Lately, it's suffered some unfortunate environmental impacts, though. The park includes a large lake which attracts lots of waterfowl including multiple duck and goose species, terns, herons, egrets, killdeer, spotted sandpipers, ibis and more. An outside contractor used to manage access to the lake which required purchase of a special fishing permit and additional costs to take out a boat (vs. fish from the shore). This past year, control of the lake reverted to the County park system so there is no more boat fishing and the only requirement for shore fishing is a California state fishing license. This has been great for the fishermen (much lower cost), but as a result, the entire bank area where I used get great shots of herons, ibis and egrets are now full of fishermen no matter what time of day I go. The birds have either left or re-located to the far side of the lake where there's no bank access.
In addition to the fishing issue, the sycamore trees in the park are under assault from a fungal disease caused by an insect that bores into wood and leaves the fungus behind. The trees' main defense to this is their sap, but that has been affected by our terrible drought. Many of the trees have already had to be removed in hopes of preventing the spread of the disease.
I don't think the fishing issue is going to improve any time soon, but we have had some rain this fall so I have hopes that perhaps we'll start to make a dent in the drought (although we'll need several years of good rainfall to really make up for it).
I took the below photos before they started removing the sycamore trees in this area and got lucky to see my first ever male Western Tanager. Such gorgeous colors - they remind me of my favorite popsicle - Cherry-Pineapple Big Sticks:
I was first alerted to this gorgeous bird by a flash of bright yellow high up in this tree.
I kept hoping he'd come out from the leaf/branch tangle so I could get a better shot...
...so I followed him pretty relentlessly as he hopped around inside this huge tree.
No such luck.
This was probably the best shot that I got - at least he doesn't look like there's a twig sticking through his head.
It was at this point that the park had a little surprise for me. Have you ever been so focused on something that you only realize later that you were actually hearing or seeing something else happening in the background, but that your brain filtered it out so you could maintain your intense focus? Kind of like when the alarm goes off in the morning, but doesn't wake you all the way up until you realize that you've been hearing music in the background of your dream...that is really coming from your radio?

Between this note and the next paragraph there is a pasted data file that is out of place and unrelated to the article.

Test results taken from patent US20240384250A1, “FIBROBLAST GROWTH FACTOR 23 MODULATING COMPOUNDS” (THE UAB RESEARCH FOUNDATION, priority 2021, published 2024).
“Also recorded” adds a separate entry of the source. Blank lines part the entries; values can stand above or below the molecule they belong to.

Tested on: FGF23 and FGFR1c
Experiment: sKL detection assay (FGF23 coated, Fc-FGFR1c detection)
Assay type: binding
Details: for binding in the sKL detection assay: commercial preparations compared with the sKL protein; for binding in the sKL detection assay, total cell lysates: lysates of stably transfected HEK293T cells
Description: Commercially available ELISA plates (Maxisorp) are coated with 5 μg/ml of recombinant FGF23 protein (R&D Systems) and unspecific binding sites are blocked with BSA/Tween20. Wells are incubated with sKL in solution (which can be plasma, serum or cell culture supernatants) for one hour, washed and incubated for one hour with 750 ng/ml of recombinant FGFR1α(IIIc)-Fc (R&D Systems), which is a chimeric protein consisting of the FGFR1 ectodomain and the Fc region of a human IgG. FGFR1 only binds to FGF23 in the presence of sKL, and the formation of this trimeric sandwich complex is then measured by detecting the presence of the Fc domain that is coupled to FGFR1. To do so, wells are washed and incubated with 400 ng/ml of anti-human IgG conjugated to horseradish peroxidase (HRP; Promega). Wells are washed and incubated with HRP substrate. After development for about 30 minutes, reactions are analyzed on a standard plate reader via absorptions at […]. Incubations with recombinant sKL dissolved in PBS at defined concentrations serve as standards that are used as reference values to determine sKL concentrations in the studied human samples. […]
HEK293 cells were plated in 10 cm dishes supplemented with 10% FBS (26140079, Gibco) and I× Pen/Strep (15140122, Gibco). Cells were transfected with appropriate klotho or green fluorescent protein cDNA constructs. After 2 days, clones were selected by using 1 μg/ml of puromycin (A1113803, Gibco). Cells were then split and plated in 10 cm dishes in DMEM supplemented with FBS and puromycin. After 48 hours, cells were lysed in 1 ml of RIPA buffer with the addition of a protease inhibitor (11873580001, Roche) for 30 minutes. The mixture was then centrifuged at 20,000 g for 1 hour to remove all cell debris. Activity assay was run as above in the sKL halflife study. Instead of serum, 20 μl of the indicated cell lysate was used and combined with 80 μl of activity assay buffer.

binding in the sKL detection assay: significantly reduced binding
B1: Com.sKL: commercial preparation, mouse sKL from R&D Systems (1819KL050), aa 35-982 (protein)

As I was focused on the tanager and firing away with my camera, I finally realized that I'd been hearing a repetitive noise for a few minutes off to the side. As I turned my head to figure out where it was coming from, I suddenly discovered a VERY pissed-off Red-Shouldered Hawk diving RIGHT AT MY HEAD! I quickly dropped to the ground and she passed close enough to ruffle my hair with the air from her wings!
Apparently, I'd been so focused on the tanager that I hadn't realized that WAY UP HIGH in the top of a nearby (and very, very tall) tree...was a hawk's nest.
Um...oops! I felt terrible and backed off to where my car was parked in the lot nearby. She continued to sit on a nearby branch and scream her displeasure at me...and everyone else (to be fair - this is a VERY busy park and I was not the only person wandering near the trees - there were people playing tennis and basketball on the nearby courts, kids playing soccer on the grass, people walking dogs on the path through this same group of trees, and cars driving by on the nearby road).
Here is Momma Hawk - still screaming. I'm now inside my car with the door shut and am shooting at the full range of my SX50 through window that's open just a crack.
She did calm down eventually. I really love these hawks - such gorgeous colors and patterns on their feathers.
Because her nest was so high up, I couldn't see what, if anything was going on in there that day. I went back to the park a few weeks later and was able to take a more circumspect approach to the tree and maintain a proper distance now that I knew where the nest was. On that occasion, I was rewarded with these shots:
Here's mom on the actual nest.
And a few minutes after she flew away...Junior popped up and showed himself. He's still got a few fuzzy baby feathers along the top of his head, but he looks ready to fledge soon.
I learned a valuable lesson about not getting so focused on a particular bird that I completely tune out what's going on around me. I've had mockingbirds in our front yard who will dive bomb anything that comes near (making it difficult to get to the car in the driveway sometimes), but that is NOTHING compared to having a full-grown momma hawk try to scalp me.
Not a lesson I will forget...ever.